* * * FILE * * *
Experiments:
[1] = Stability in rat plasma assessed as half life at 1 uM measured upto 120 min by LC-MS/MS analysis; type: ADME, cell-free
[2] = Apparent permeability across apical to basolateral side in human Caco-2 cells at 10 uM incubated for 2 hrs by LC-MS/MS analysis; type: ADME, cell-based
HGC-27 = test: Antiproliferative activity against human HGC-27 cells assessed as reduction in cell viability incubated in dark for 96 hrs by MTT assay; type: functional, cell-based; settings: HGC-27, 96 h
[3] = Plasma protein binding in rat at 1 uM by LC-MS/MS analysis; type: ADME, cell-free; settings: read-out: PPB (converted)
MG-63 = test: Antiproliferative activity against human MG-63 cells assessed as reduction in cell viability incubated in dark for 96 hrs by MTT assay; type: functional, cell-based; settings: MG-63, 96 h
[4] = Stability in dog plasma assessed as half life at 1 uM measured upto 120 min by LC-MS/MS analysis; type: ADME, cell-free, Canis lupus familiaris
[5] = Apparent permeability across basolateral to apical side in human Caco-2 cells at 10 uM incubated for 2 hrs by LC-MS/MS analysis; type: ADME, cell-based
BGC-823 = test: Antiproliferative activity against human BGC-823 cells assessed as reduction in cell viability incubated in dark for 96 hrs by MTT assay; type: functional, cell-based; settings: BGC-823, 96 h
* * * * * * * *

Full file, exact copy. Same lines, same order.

Experiments:
[1] = Stability in rat plasma assessed as half life at 1 uM measured upto 120 min by LC-MS/MS analysis; type: ADME, cell-free
[2] = Apparent permeability across apical to basolateral side in human Caco-2 cells at 10 uM incubated for 2 hrs by LC-MS/MS analysis; type: ADME, cell-based
HGC-27 = test: Antiproliferative activity against human HGC-27 cells assessed as reduction in cell viability incubated in dark for 96 hrs by MTT assay; type: functional, cell-based; settings: HGC-27, 96 h
[3] = Plasma protein binding in rat at 1 uM by LC-MS/MS analysis; type: ADME, cell-free; settings: read-out: PPB (converted)
MG-63 = test: Antiproliferative activity against human MG-63 cells assessed as reduction in cell viability incubated in dark for 96 hrs by MTT assay; type: functional, cell-based; settings: MG-63, 96 h
[4] = Stability in dog plasma assessed as half life at 1 uM measured upto 120 min by LC-MS/MS analysis; type: ADME, cell-free, Canis lupus familiaris
[5] = Apparent permeability across basolateral to apical side in human Caco-2 cells at 10 uM incubated for 2 hrs by LC-MS/MS analysis; type: ADME, cell-based
BGC-823 = test: Antiproliferative activity against human BGC-823 cells assessed as reduction in cell viability incubated in dark for 96 hrs by MTT assay; type: functional, cell-based; settings: BGC-823, 96 h